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Dynamic rollup object for Arquero

Is there a JS syntax that can be used in the cell rollupObj in this notebook that does not utilize the eval method?

    rollupObj = {
     const rollupObj ={};
                .forEach(({metric_1, metric_2}) => { 
                               rollupObj[`${metric_1}_${metric_2}`] = 
                                  eval(`d => op.corr(d["${metric_1}"], d["${metric_2}"])`);
                                  // d => op.corr(d[metric_1], d[metric_2])  // this does not work

      return rollupObj; 

Maybe related to Get month name in Arquero table - #2 by severo

Your references (1,2) were extremely helpful in understanding what exactly is going on; Thank You!

The ’A few words about table expressions and op…' section in Introducing Arquero really explains the issue.

Unfortunately, for my use case, I’m dynamically creating new columns/attributes for the rollup-table and can’t reference columns/attributes that are being generated in the rollup as parameters for the op.corr method.

The params method/pattern is only applicable for calculating values as a function of the current table row being processed. It is a similar scenario to what @bmschmidt explained in this notebook.

So my use of the eval appears to be the only option so far for my specific situation.

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I think the reason this is difficult is that the data columns are not tidy. If you fold the data into a long format first, the cross-product correlation is relatively straightforward in arquero: the only weird bit is a custom join function to avoid duplicating keys on the left and right.

  const long = aq
      .fold(aq.not("Date"), {"as": ["company", "price"]})
  return long
    .join(long, (a, b) => op.equal(a.Date, b.Date) && a.company < b.company)
    .groupby("company_1", "company_2")
      {correlation: op.corr("price_1", "price_2")})


Thanks for your elegant approach, but it appears to only apply for the use case where one knows ahead of time exactly which data columns are going to participate in the correlation and what uniquely identifies (keys (verb)) each row…in this case ‘Date’.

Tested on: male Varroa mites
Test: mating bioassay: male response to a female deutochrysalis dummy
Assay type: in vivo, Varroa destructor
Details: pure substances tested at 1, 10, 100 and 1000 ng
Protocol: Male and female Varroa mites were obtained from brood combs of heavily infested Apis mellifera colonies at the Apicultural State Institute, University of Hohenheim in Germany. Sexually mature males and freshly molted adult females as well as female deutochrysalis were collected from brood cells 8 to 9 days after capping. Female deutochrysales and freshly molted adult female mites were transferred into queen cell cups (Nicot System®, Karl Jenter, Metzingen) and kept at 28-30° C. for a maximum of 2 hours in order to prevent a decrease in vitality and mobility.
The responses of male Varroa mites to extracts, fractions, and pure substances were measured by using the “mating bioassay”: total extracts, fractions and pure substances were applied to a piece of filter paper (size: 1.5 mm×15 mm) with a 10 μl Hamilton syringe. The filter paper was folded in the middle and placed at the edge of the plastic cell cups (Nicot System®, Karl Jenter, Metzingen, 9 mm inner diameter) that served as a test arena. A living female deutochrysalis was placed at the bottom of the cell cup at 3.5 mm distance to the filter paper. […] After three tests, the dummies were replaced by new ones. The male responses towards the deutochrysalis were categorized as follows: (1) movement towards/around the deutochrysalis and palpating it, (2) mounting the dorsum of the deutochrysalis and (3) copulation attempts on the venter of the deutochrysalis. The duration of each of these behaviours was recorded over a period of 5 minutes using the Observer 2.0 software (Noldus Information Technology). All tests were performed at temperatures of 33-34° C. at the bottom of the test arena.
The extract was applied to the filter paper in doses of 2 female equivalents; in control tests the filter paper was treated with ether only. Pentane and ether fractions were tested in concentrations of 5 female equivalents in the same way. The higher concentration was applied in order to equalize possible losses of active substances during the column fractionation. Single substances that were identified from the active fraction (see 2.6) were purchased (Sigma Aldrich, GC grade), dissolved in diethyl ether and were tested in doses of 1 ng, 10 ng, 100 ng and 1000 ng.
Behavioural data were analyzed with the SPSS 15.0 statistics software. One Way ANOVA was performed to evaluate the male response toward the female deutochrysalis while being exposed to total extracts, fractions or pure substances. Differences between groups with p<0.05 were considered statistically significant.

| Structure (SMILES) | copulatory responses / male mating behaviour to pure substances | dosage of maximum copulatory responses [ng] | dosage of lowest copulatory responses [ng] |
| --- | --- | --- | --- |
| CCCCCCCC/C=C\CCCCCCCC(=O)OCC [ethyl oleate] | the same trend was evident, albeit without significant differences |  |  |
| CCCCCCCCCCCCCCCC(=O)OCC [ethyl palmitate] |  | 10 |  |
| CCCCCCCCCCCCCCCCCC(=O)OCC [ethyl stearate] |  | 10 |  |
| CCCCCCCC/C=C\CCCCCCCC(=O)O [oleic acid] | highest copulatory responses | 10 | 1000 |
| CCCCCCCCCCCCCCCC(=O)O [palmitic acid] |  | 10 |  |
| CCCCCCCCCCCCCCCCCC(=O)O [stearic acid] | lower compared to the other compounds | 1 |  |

Knowing that ‘Date’ is the row identifier allows your logic to negate/remove it from the fold and also use it in the custom join.

The generalized approach is data-driven and dimension-independent. It uses the data profile to determine which columns are measures and then dynamically proceeds with the correlation analyses.

If the data has anything that is being ‘measured’ it will correlate against generic metric_1, metric_2 pairings and then rank those correlations. The stock data was used a convenient data source to illustrate that analysis pattern.

I added a ‘Usage’ section to the notebook.

Here’s how you would use correlationAnalysis against the ‘beers’ data from the Arquero introduction:

  • import {beers} from “@uwdata/introducing-arquero”
  • beersData = beers.objects();
  • import {correlationAnalysis} with {beersData as data} from “@mariodelgadosr/dow-jones-industrial-average-correlation-analysis-with-ar”
  • correlationAnalysis.view(correlationAnalysis.numRows())

A very careful reading of the API documentation for Table Expressions results in the following solution:

…At first glance table expressions look like normal JavaScript functions… but hold on! Under the hood, Arquero takes a set of function definitions, maps them to strings, then parses, rewrites, and compiles them to efficiently manage data internally…

With this is mind, the section of Limitations has this critical recommendation:

…Alternatively, for programmatic generation of table expressions one can fallback to generating a string – rather than a proper function definition – and use that instead

The string inside the eval method can be passed directly as a Table expression. See the solution implemented in cell rollupObj.

Be careful to follow the exact string formatting requirements!:

using an identifier other than d will fail. In contrast, with an explicit function definition you are free to rename the argument as you see fit…

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The suggestion made by @bmschmidt in this post was generalized and compared to the original pattern in this notebook: Arquero Correlation Speed Test / Mario Delgado / Observable.

The difference in time for both analyses is significant; in favor of the dynamic rollup pattern originally introduced in Dow Jones Industrial Average Correlation Analysis with Arquero / Mario Delgado / Observable.